The way of life on Vancouver Island is a little bit more laid-back then the hectic pace of the lower mainland. I just returned from a few days on the island and the weather in March is generally wet, overcast and cold, but I was fortunate to see some sunshine. It’s a beautiful place and you can purchase a home, with an ocean view for a reasonable price. In a few months campers and fisherman will be using the campgrounds and marinas, but right now this area is very quiet. In the city, when you sleep at night you often hear cars, taxis, trucks, people, dogs, helicopters and planes. There is also a considerable amount of light pollution from other buildings. When I went to sleep on Vancouver Island it was pitch-black and you couldn’t hear another sound. I’ve never slept so peacefully…
To see the photos click on the first image and then use the left and right arrow keys to scroll through the gallery. Prints are available on my website.
As I was walking by a church in Vancouver I noticed these small care packages had been left just outside the door for the homeless. Each package contained a few cookies, a package of hot chocolate and even a toothbrush. I thought it was a really kind gesture on the part of the church and reflects the true spirit of Christmas. Click on the image to see a larger version.
I was fortunate to see an exhibition of the American photographer Walker Evans at the Vancouver Art Gallery. He was a photojournalist best known for his work for the Farm Security Administration (FSA) documenting the effects of the Great Depression. Much of Evans’s work from the FSA period uses the large format, 8 x 10 inch camera. Many of his works are in the permanent collections of museums. I really enjoyed looking at some of his cameras and street photography which included photos of store signs. I would recommend seeing this exhibition which ends on January 22nd.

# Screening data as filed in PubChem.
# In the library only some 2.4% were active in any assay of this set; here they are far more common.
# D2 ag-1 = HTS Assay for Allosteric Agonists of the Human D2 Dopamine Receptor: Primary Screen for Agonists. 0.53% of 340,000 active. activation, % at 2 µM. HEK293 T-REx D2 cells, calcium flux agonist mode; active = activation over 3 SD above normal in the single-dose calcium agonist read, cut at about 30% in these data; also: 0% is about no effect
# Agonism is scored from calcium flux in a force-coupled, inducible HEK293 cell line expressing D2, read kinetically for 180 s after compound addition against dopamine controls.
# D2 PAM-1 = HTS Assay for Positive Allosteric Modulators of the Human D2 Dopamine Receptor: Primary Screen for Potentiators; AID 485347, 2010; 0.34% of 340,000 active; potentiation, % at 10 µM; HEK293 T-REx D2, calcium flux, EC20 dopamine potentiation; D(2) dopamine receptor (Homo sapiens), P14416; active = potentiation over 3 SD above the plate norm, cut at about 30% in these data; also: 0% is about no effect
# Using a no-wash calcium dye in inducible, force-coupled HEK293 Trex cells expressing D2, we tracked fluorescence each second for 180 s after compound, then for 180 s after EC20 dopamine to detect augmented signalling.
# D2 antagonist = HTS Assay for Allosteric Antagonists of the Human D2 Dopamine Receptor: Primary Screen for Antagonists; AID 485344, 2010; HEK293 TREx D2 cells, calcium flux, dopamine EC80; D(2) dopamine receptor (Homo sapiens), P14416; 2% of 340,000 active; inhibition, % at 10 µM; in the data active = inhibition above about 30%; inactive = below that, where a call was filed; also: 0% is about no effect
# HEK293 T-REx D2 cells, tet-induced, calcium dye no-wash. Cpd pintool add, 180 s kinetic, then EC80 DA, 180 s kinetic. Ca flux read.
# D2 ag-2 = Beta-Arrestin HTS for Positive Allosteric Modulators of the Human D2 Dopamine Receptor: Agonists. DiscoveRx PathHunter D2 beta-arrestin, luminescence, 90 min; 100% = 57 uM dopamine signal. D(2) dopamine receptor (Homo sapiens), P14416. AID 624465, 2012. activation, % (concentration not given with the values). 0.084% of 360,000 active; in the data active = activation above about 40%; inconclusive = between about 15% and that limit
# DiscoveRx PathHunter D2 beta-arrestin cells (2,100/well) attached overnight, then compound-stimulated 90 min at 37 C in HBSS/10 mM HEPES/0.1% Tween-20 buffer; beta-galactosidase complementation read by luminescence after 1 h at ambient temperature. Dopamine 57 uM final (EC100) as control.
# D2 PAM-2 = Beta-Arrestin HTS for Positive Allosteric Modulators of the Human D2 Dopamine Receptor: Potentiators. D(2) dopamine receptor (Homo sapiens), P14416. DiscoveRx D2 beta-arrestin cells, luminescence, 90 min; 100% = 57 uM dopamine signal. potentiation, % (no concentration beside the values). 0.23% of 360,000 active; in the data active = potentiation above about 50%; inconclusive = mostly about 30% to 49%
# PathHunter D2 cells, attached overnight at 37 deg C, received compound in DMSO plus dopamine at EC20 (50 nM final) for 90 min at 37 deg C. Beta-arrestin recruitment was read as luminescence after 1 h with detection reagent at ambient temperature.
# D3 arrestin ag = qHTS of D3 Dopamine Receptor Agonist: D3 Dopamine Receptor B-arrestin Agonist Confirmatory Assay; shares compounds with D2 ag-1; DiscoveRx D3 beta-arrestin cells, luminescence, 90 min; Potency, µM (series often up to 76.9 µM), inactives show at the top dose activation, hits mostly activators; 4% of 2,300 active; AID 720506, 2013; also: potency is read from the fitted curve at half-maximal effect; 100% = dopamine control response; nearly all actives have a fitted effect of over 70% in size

The 18th edition of the CP Holiday Train which helps to support communities and raise awareness of hunger-related issues. Every pound of food and dollar raised at each stop stays with the local food bank to help feed those in need in that community. We even had some snow on the ground this year. Click on each photo to see a larger version.
In October, drawn by natural forces, the salmon return to the rivers which gave them birth. They fight their way upstream against powerful currents, leap waterfalls and battle their way through rapids. They also face dangers from those who like the taste of salmon: bears, eagles, osprey and people.
Once the salmon reach their spawning grounds, they deposit thousands of fertilized eggs in the gravel. Each female digs a nest with a male in attendance beside her.
By using her tail, the female creates a depression in which she releases her eggs. At the same time, the male releases a cloud of milt. When the female starts to prepare her second nest, she covers the first nest with gravel which protects the eggs from predators. This process is repeated several times until the female has spawned all her eggs.
Their long journey over, the adult salmon die. Their carcasses provide nourishment and winter food for bears, otters, raccoons, mink and provide nutrients to the river for the new generation of salmon, much as dying leaves fertilize the earth. Click on the image to see a larger version.
Vancouver Island is a great place to visit and live. Island life is more laid-back when compared to the hectic pace of the Vancouver lower mainland. I was fortunate to experience some sunny weather when I was exploring with my camera. One of the things I noticed was at night when I was sleeping it was pitch dark and eerily quiet, you couldn’t hear another sound. In the lower mainland you experience noise and light pollution 24 hours a day and seven days a week. Some of the communities on Vancouver Island seem to be struggling like many small towns in Canada. Click on the image to see a larger version.
The Facade Festival is an immersive and dynamic projection mapping experience which transforms the Robson Street facade of the Vancouver Art Gallery with the work of five Vancouver based contemporary artists. Click on a photo to see a larger version.
When I took this image at Jökulsárlón it was cold, windy, cloudy, overcast, dark and the light was very flat. When I looked at the image of the Arctic Terns resting on an iceberg I thought the photo might look better if I converted it from colour to black and white. Click on the image to see a larger version.
I’ve always been visually drawn to the overhead trolleybus wires at intersections in the downtown area. Some are quite simple and others are very complex, especially if there is a lot of buses coming from a variety of different directions and if they have to turn at the intersection. I was looking for an intersection where I could get a photo of the wires without any buildings or trees in the background, which can be kind of tricky. This is my first attempt, but I know I can do better in the future.